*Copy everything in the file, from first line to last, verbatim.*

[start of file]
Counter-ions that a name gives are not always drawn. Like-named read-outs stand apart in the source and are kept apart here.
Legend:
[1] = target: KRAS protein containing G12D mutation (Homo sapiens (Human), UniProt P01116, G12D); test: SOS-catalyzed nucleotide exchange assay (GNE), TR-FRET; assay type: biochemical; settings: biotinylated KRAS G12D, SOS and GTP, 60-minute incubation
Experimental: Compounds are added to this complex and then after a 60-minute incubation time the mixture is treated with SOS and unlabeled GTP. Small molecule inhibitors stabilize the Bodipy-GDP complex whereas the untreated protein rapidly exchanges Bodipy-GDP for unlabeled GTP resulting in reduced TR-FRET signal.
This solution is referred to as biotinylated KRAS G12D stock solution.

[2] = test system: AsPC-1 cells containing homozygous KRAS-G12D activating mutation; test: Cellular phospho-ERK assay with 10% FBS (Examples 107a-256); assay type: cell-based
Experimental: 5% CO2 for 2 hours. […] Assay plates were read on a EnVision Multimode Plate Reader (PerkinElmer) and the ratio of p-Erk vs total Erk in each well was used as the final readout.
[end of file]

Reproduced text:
Counter-ions that a name gives are not always drawn. Like-named read-outs stand apart in the source and are kept apart here.
Legend:
[1] = target: KRAS protein containing G12D mutation (Homo sapiens (Human), UniProt P01116, G12D); test: SOS-catalyzed nucleotide exchange assay (GNE), TR-FRET; assay type: biochemical; settings: biotinylated KRAS G12D, SOS and GTP, 60-minute incubation
Experimental: Compounds are added to this complex and then after a 60-minute incubation time the mixture is treated with SOS and unlabeled GTP. Small molecule inhibitors stabilize the Bodipy-GDP complex whereas the untreated protein rapidly exchanges Bodipy-GDP for unlabeled GTP resulting in reduced TR-FRET signal.
This solution is referred to as biotinylated KRAS G12D stock solution.

[2] = test system: AsPC-1 cells containing homozygous KRAS-G12D activating mutation; test: Cellular phospho-ERK assay with 10% FBS (Examples 107a-256); assay type: cell-based
Experimental: 5% CO2 for 2 hours. […] Assay plates were read on a EnVision Multimode Plate Reader (PerkinElmer) and the ratio of p-Erk vs total Erk in each well was used as the final readout.